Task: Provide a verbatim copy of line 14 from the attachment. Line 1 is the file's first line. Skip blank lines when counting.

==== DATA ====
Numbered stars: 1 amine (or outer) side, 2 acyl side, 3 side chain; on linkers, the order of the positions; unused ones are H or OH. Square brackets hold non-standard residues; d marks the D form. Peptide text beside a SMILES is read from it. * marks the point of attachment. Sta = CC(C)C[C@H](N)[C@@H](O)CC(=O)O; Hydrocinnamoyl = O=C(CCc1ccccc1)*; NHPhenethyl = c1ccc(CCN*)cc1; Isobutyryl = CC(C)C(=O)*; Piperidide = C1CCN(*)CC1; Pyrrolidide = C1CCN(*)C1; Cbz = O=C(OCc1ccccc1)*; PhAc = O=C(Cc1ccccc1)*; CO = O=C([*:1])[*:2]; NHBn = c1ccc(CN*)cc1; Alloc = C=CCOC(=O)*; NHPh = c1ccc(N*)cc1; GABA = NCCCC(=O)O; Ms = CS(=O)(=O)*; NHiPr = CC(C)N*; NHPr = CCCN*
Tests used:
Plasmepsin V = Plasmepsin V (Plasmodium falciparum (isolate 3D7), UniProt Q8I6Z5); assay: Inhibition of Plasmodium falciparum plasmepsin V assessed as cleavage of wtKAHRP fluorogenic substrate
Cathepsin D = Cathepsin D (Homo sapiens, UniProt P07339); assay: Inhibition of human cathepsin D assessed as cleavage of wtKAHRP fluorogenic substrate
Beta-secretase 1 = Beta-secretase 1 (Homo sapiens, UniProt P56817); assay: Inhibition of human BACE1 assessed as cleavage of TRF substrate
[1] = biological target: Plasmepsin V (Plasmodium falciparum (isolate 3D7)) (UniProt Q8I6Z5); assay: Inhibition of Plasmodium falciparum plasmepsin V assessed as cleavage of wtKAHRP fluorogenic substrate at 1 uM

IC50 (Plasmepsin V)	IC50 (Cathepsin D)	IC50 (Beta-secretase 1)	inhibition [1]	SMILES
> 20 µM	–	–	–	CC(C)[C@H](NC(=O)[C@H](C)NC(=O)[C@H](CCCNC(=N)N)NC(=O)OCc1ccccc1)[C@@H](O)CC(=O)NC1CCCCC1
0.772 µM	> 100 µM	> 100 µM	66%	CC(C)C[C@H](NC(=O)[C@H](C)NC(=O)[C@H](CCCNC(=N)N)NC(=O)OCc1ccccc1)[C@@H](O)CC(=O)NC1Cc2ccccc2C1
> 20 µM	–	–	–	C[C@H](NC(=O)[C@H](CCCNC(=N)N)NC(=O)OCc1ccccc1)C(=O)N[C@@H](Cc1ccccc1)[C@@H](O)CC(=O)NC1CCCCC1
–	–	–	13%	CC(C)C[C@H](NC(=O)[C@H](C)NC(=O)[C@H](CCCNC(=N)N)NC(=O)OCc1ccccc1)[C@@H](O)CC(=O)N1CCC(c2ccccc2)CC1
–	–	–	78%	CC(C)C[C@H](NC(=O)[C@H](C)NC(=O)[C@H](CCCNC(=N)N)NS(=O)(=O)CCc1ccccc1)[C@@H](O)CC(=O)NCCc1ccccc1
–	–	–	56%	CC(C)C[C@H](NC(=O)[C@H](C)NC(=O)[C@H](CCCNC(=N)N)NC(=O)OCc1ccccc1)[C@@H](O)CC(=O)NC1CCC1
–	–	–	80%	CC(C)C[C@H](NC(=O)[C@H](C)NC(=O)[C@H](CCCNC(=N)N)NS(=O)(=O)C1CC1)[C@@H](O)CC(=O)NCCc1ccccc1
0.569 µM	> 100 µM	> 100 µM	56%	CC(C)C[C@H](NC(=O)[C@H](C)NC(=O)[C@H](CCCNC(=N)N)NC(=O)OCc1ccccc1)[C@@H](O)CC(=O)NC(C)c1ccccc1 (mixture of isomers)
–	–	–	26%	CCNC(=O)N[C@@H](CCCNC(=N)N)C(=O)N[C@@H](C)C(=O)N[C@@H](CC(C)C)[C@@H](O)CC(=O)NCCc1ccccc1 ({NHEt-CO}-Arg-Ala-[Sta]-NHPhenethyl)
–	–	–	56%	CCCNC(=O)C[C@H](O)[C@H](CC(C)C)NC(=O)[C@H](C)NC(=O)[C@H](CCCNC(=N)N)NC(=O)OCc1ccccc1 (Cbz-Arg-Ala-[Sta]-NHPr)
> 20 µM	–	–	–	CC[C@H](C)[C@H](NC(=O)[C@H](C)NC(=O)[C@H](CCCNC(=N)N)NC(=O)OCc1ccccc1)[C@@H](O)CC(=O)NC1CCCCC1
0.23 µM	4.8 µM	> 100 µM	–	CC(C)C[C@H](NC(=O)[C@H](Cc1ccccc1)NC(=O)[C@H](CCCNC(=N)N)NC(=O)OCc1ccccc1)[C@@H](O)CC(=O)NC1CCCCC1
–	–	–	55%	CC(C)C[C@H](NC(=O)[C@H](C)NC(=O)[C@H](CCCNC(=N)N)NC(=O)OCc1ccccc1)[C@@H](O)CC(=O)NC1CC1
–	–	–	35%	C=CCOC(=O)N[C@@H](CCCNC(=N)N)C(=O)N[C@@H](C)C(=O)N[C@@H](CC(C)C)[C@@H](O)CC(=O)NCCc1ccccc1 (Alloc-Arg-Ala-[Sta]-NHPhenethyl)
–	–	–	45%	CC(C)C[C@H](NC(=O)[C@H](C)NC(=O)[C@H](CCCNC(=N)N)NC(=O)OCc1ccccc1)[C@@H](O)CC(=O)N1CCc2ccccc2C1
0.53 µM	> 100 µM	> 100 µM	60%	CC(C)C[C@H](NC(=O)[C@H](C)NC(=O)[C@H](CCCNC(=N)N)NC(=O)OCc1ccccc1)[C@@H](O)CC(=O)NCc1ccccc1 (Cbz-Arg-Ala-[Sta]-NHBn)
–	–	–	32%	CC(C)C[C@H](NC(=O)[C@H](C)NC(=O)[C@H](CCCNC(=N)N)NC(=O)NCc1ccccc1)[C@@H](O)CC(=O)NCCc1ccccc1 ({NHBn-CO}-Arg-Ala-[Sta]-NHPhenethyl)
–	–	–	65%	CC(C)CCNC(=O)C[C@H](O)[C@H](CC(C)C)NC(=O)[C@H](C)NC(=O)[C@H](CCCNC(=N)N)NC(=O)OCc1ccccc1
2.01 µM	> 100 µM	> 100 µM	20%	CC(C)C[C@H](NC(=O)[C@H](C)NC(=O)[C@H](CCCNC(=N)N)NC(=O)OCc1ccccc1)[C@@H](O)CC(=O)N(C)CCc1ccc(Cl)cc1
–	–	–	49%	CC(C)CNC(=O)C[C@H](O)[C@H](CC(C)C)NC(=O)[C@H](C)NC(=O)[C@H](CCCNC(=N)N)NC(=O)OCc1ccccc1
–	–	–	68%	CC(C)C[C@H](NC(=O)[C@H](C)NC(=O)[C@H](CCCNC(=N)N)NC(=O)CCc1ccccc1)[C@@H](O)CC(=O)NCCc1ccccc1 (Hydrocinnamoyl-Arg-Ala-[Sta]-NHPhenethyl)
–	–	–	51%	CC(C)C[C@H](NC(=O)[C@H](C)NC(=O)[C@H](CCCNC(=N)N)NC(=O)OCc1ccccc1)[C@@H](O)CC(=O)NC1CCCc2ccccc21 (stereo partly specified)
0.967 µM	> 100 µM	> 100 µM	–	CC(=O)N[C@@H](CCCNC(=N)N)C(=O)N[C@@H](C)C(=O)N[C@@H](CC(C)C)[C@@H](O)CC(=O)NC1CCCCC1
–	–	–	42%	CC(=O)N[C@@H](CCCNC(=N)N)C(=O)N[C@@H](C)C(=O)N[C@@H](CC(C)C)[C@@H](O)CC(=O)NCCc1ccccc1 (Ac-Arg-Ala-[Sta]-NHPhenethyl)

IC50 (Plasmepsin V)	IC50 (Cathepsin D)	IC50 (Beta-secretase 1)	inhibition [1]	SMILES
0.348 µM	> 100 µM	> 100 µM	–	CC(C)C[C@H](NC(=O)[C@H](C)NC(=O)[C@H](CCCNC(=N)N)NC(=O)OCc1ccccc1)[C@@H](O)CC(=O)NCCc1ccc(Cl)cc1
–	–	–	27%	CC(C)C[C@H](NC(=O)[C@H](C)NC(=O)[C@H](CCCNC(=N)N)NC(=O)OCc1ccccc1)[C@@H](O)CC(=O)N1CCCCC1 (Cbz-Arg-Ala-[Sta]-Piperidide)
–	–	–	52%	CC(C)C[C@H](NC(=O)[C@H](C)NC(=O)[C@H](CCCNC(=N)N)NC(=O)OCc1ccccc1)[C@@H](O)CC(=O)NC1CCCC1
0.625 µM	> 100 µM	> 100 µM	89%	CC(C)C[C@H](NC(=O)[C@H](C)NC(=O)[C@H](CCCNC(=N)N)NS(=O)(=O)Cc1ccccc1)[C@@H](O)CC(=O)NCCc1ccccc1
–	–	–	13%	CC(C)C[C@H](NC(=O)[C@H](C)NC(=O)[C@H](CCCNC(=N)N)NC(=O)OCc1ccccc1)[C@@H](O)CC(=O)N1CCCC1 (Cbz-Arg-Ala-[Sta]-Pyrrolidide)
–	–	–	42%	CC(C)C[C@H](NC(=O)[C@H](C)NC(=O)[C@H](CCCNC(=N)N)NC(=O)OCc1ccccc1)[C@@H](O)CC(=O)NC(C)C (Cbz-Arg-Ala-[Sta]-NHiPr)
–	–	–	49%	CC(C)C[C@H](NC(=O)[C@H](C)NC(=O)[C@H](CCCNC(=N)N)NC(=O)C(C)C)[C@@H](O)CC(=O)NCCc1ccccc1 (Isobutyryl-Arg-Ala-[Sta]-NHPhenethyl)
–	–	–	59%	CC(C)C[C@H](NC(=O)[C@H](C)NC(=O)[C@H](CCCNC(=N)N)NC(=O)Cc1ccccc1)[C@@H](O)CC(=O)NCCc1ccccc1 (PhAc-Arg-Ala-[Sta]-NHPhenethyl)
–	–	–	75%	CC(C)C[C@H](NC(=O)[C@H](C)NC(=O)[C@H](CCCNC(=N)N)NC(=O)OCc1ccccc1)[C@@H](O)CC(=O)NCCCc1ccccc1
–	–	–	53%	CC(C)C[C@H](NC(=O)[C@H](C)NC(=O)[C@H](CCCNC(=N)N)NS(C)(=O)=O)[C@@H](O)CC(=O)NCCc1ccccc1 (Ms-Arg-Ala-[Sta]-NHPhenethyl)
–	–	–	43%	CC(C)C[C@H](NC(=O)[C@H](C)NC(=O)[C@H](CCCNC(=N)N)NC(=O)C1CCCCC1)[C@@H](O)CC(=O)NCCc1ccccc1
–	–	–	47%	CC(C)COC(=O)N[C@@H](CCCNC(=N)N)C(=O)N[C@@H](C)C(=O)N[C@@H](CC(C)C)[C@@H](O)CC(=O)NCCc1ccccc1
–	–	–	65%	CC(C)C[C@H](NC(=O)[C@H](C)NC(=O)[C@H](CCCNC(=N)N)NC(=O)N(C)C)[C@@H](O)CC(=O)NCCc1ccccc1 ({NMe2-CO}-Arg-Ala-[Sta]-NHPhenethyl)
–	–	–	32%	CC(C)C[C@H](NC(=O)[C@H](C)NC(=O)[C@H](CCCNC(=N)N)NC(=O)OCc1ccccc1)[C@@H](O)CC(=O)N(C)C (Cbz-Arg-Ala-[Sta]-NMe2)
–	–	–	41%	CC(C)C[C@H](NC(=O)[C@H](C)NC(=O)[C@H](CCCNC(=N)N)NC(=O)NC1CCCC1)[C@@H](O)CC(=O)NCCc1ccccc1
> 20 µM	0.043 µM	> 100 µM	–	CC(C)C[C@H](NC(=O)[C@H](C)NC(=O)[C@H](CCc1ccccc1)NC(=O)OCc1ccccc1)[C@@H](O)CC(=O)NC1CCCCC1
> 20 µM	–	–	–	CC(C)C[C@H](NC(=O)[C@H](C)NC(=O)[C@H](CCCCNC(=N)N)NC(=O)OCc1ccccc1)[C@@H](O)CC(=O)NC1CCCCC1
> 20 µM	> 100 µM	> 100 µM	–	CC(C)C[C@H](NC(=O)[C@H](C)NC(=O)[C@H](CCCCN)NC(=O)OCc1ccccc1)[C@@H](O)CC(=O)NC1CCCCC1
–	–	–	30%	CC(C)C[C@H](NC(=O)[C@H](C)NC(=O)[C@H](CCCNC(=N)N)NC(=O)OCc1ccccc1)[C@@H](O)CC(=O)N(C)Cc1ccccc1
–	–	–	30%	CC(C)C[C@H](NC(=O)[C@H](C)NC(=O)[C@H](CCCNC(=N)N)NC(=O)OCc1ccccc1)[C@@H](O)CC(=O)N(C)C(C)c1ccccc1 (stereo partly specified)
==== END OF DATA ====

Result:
–	–	–	80%	CC(C)C[C@H](NC(=O)[C@H](C)NC(=O)[C@H](CCCNC(=N)N)NS(=O)(=O)C1CC1)[C@@H](O)CC(=O)NCCc1ccccc1